Sitting here on the verandah looking out over the forest and rising moon, that recent drop of rain has the place looking a bit green on it, unusually so, for Australia. If it wasn’t for the crickets singing, I could nearly be convinced I was in Ireland, although here comes Eóghan to keep my mind from wandering there. He clambers up the steps and standing on his back legs, looks at me with his big eyes. He has grown so much in recent months I strain as I lift him onto my lap. This wombat sure has me under the thumb. He comes to lie across my chest, his chin resting on my shoulder. Soon he is softly snoring. He will be the last wombat I hand-raise before I head home to Ireland, for good, this Christmas. I close my eyes too and think about my 7 years in Australia.
I’m a long way from home; Colmcille on the shores of Lough Neagh, County Armagh. It’s ten years since I graduated from UCD as a vet. After a few years of work at home, filled with wanderlust I did what many young Irish vets do and headed for Australia. The intention was a one-year working holiday. After 9 months, that became a permanent residency visa and as the years began to whizz by, eventually Australian citizenship. In the early days, there were many of my Irish vet classmates working here too. I recall at one New Year’s party in Melbourne, 5 years ago, we counted 30 Irish vets in one group photo. As the years passed, reunions like this turned into going-home-to-Ireland farewells. Those continued and now there are very few of us still here.
Over the years here I have worked in many different places, initially on a full-time basis and later, as I wanted to travel, as a locum (covering maternity leave / holidays for clinics.)
I spent three years enjoying the Mediterranean-type conditions of Margaret River, Western Australia, an area famous for its stunning beaches and numerous vineyards. I spent a couple of years travelling and working in the hot, dry Pilbara region, North West Australia and a few jaunts over to the East coast between Newcastle and onto Alpine Victoria. I also spent two fantastic years working in Australia’s island state of Tasmania, with its manic four-seasons- in-one-day weather, much closer to that of home. A good example of this contrasting weather was one morning when I witnessed a large bush fire on a local mountain top. By that same afternoon it was completely quenched under a blanket of snow! If only it was that easy in the other parts of Australia, currently ablaze.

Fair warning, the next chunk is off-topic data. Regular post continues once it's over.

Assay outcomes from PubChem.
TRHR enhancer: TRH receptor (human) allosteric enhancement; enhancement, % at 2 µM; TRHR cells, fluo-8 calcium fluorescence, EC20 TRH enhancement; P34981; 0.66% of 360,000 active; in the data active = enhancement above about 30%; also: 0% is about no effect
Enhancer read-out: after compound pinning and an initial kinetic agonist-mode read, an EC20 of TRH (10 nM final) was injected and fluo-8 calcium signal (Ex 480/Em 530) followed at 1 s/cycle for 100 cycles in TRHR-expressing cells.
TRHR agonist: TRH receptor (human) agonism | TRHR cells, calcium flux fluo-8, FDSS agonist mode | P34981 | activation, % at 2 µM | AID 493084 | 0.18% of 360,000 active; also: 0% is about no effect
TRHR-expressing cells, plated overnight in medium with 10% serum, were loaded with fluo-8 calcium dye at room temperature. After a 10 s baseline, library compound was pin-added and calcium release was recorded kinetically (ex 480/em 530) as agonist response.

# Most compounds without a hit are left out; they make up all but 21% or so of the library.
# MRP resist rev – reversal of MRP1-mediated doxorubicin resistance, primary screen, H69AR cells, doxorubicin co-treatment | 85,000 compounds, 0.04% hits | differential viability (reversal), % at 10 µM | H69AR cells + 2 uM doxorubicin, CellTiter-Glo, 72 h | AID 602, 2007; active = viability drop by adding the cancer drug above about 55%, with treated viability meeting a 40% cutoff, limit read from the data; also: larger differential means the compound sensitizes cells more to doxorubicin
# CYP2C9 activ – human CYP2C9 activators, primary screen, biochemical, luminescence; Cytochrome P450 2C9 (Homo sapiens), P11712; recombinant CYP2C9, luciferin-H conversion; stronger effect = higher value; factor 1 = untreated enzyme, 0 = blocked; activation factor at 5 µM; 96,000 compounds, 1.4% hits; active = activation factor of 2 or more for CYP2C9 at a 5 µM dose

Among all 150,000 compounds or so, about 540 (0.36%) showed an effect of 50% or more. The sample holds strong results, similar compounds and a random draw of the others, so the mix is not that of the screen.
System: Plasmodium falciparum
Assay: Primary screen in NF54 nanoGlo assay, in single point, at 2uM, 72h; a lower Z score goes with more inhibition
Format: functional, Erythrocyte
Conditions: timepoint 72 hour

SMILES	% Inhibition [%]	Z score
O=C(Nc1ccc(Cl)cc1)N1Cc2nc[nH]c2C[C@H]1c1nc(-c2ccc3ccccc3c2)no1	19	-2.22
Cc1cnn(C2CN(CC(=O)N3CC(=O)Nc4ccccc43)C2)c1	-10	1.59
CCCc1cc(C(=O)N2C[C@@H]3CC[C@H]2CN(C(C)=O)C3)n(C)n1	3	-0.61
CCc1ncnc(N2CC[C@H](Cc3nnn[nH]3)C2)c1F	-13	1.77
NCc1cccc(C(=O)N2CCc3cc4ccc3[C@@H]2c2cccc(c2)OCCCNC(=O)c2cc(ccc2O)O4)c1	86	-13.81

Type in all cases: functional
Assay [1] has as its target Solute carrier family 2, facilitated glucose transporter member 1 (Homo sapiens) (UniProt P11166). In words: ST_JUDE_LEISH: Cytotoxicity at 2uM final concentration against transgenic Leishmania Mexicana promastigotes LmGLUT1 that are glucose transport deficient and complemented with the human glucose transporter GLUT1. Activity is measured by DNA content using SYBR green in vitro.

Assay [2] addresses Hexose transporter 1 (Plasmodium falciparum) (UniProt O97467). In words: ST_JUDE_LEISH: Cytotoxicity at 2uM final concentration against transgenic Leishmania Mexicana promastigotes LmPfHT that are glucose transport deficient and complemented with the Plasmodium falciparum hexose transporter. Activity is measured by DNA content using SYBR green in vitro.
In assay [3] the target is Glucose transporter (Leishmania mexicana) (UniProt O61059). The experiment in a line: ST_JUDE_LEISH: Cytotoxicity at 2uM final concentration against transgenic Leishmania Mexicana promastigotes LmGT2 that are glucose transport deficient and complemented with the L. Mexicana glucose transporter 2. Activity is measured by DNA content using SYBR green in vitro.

In Western Australia I worked with beef and dairy farms, much like home but the herds much larger. Unlike home there’s no bovine tuberculosis (an endemic problem in many areas of Ireland) and just like home, margins are tight and getting tighter. Right now, the Australian farmers are suffering through a dreadful drought and praying for those ever-elusive rains to come.
Like my work at home, a large part of my vet work in Australia involved working with pets. In the hot summer months, pets suffering from acute heatstroke were a frequent presentation at the vet clinics. I sure had never seen a case in Ireland before that. Those summer months would also bring out the snakes, and dogs and cats suffering from snake bite were a common emergency too. Thankfully, we could save many of them, if they got to the clinic in time to have anti-venom administered.
I got to know many Australian vets, along the way. Some of them had tales of their time spent in the Northern Hemisphere, working in Ireland and the UK. One Aussie fellow told me of an enjoyable year he had working as a farm vet in Donegal, surfing in Bundoran in his free time (extra thick wetsuit of course). Another Aussie vet (born to Irish parents in Australia) had spent his first year after college in Ireland brushing up on his fiddle playing, working and travelling around the Irish music scene.
I met many Irish expats too. Some would cheerfully tell me their stories of how they left and didn’t look back, others would well-up and tell me of their terrible longing for home. One lady, Eileen, had been down-under for 50 years. A retired nurse, she still had a strong West Clare accent. When she was widowed, she had started up her own native animal rescue. She taught me many things about how to care for orphan kangaroo joeys and wombats. There was something so special about an Irish nurse, teaching an Irish vet how to look after native Aussie animals, in Australia. She had a story for each of her animals (some were long term lodgers) and how they had helped her through her bereavement, especially her old rescued Labrador, Eddie and Albert, her talkative Cockatoo. Eileen got so much joy from the animals, she frequently quipped that she wasn’t always entirely sure as to who was exactly rescuing whom!
I tried to get home at least once a year. At the end of these trips I got to be very sad about leaving Ireland, a feeling that seemed to get worse each time. After much agonising, I have decided it’s time for me to return to Ireland. I will do it the other way and take a few trips to Australia in years to come.
Here, one of my last Australian nights settles in around me. As I come back from my reverie, smiling at the prospect of moving home, although feeling a few pangs of anxiety about it all, strangely it’s an Aussie accent in my mind that says,
You’ve got this …You’ll be right…. Mate.
Now, how am I ever going to break the news to Eóghan.